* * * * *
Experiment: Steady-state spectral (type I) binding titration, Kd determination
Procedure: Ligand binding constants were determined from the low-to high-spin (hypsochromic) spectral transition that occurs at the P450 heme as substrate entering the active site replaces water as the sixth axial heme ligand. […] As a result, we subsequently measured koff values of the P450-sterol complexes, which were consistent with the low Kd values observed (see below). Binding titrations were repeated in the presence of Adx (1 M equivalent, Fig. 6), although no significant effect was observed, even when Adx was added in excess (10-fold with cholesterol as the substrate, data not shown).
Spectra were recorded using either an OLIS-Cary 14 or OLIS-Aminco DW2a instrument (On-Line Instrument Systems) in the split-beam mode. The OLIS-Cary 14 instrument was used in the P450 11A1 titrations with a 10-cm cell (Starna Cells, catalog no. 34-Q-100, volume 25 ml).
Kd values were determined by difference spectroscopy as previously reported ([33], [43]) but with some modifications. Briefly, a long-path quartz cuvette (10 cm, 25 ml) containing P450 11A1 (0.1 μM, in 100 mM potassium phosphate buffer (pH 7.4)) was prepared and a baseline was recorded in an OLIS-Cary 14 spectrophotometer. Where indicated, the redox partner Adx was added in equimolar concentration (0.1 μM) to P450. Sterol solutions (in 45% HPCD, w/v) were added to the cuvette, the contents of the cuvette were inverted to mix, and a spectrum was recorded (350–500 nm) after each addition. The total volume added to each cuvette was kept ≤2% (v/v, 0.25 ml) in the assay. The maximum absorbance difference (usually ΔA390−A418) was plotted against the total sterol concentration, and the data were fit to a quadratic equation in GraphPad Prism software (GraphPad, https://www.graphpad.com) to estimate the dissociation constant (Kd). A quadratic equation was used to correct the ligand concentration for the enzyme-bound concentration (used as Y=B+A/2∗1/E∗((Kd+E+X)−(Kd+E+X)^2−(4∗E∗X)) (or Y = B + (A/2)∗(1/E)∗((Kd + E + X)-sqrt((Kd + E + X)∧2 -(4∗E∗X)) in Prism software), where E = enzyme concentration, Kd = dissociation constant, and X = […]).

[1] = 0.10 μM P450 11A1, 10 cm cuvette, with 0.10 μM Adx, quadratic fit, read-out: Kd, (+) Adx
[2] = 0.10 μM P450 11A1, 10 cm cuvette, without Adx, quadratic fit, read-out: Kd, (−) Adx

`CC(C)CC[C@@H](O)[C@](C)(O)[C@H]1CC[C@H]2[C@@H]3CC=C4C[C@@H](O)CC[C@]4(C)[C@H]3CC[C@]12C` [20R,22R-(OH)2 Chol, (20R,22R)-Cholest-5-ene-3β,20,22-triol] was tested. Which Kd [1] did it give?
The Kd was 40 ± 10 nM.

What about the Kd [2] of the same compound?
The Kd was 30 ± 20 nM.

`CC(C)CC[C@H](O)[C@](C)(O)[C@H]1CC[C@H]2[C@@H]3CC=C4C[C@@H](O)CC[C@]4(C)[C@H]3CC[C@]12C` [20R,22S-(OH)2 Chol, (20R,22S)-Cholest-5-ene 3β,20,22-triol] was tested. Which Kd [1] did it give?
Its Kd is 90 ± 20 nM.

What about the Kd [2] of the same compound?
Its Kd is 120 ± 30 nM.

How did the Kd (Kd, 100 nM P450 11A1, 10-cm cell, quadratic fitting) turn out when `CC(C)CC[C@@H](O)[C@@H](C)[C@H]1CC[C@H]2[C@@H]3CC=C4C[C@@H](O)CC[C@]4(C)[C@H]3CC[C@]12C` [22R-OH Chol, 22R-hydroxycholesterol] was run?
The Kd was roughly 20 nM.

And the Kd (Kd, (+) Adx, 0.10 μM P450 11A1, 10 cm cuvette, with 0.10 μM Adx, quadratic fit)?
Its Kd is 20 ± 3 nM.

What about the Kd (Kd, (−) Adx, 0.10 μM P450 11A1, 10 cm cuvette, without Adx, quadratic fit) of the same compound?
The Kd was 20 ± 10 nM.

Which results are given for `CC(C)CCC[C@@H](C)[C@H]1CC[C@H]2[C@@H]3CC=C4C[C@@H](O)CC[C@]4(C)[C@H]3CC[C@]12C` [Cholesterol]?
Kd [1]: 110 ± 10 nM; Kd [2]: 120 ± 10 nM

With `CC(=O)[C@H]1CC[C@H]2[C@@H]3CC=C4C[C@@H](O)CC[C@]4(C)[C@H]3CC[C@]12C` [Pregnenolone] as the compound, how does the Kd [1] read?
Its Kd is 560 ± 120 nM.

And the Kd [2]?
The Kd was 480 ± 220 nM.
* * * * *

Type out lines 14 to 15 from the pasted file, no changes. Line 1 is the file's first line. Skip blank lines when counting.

Its Kd is 120 ± 30 nM.

How did the Kd (Kd, 100 nM P450 11A1, 10-cm cell, quadratic fitting) turn out when `CC(C)CC[C@@H](O)[C@@H](C)[C@H]1CC[C@H]2[C@@H]3CC=C4C[C@@H](O)CC[C@]4(C)[C@H]3CC[C@]12C` [22R-OH Chol, 22R-hydroxycholesterol] was run?